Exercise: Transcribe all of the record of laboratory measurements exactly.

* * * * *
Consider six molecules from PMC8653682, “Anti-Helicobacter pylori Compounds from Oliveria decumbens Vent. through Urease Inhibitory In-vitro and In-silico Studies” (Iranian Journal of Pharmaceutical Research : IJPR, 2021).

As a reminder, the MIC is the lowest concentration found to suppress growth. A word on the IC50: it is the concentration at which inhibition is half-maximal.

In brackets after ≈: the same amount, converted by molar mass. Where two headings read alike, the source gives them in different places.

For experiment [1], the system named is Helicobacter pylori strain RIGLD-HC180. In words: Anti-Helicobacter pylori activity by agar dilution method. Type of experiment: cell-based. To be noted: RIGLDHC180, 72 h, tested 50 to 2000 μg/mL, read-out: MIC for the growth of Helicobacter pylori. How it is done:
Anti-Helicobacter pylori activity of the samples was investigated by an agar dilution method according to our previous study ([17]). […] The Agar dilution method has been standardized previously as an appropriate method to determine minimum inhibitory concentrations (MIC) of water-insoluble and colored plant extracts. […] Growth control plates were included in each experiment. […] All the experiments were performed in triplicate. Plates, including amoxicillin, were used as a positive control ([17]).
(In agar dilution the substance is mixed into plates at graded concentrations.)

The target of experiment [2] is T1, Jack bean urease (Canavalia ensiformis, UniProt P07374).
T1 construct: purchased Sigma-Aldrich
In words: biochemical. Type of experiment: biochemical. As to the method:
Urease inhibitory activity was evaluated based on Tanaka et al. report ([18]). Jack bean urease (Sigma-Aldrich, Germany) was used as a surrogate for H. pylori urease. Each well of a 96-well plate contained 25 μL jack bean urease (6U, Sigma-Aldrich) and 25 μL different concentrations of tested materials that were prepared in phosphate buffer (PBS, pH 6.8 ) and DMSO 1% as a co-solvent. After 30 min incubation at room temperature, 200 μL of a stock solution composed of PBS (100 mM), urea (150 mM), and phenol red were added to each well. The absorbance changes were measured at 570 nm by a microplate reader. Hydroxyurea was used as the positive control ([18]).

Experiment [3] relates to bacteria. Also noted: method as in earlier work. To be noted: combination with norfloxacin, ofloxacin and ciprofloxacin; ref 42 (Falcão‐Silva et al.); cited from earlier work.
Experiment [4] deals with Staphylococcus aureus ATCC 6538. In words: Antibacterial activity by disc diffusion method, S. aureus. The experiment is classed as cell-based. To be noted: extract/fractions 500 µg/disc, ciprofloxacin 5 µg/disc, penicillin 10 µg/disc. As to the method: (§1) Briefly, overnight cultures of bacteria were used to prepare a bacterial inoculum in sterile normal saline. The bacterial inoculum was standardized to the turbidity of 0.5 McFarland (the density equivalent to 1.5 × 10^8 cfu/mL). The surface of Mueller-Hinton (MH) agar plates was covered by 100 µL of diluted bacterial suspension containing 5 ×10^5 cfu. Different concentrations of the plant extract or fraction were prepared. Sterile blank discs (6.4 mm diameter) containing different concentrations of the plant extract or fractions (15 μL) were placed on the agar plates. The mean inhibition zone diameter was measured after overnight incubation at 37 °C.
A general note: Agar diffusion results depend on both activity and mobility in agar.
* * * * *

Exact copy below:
Consider six molecules from PMC8653682, “Anti-Helicobacter pylori Compounds from Oliveria decumbens Vent. through Urease Inhibitory In-vitro and In-silico Studies” (Iranian Journal of Pharmaceutical Research : IJPR, 2021).

As a reminder, the MIC is the lowest concentration found to suppress growth. A word on the IC50: it is the concentration at which inhibition is half-maximal.

In brackets after ≈: the same amount, converted by molar mass. Where two headings read alike, the source gives them in different places.

For experiment [1], the system named is Helicobacter pylori strain RIGLD-HC180. In words: Anti-Helicobacter pylori activity by agar dilution method. Type of experiment: cell-based. To be noted: RIGLDHC180, 72 h, tested 50 to 2000 μg/mL, read-out: MIC for the growth of Helicobacter pylori. How it is done:
Anti-Helicobacter pylori activity of the samples was investigated by an agar dilution method according to our previous study ([17]). […] The Agar dilution method has been standardized previously as an appropriate method to determine minimum inhibitory concentrations (MIC) of water-insoluble and colored plant extracts. […] Growth control plates were included in each experiment. […] All the experiments were performed in triplicate. Plates, including amoxicillin, were used as a positive control ([17]).
(In agar dilution the substance is mixed into plates at graded concentrations.)

The target of experiment [2] is T1, Jack bean urease (Canavalia ensiformis, UniProt P07374).
T1 construct: purchased Sigma-Aldrich
In words: biochemical. Type of experiment: biochemical. As to the method:
Urease inhibitory activity was evaluated based on Tanaka et al. report ([18]). Jack bean urease (Sigma-Aldrich, Germany) was used as a surrogate for H. pylori urease. Each well of a 96-well plate contained 25 μL jack bean urease (6U, Sigma-Aldrich) and 25 μL different concentrations of tested materials that were prepared in phosphate buffer (PBS, pH 6.8 ) and DMSO 1% as a co-solvent. After 30 min incubation at room temperature, 200 μL of a stock solution composed of PBS (100 mM), urea (150 mM), and phenol red were added to each well. The absorbance changes were measured at 570 nm by a microplate reader. Hydroxyurea was used as the positive control ([18]).

Experiment [3] relates to bacteria. Also noted: method as in earlier work. To be noted: combination with norfloxacin, ofloxacin and ciprofloxacin; ref 42 (Falcão‐Silva et al.); cited from earlier work.
Experiment [4] deals with Staphylococcus aureus ATCC 6538. In words: Antibacterial activity by disc diffusion method, S. aureus. The experiment is classed as cell-based. To be noted: extract/fractions 500 µg/disc, ciprofloxacin 5 µg/disc, penicillin 10 µg/disc. As to the method: (§1) Briefly, overnight cultures of bacteria were used to prepare a bacterial inoculum in sterile normal saline. The bacterial inoculum was standardized to the turbidity of 0.5 McFarland (the density equivalent to 1.5 × 10^8 cfu/mL). The surface of Mueller-Hinton (MH) agar plates was covered by 100 µL of diluted bacterial suspension containing 5 ×10^5 cfu. Different concentrations of the plant extract or fraction were prepared. Sterile blank discs (6.4 mm diameter) containing different concentrations of the plant extract or fractions (15 μL) were placed on the agar plates. The mean inhibition zone diameter was measured after overnight incubation at 37 °C.
A general note: Agar diffusion results depend on both activity and mobility in agar.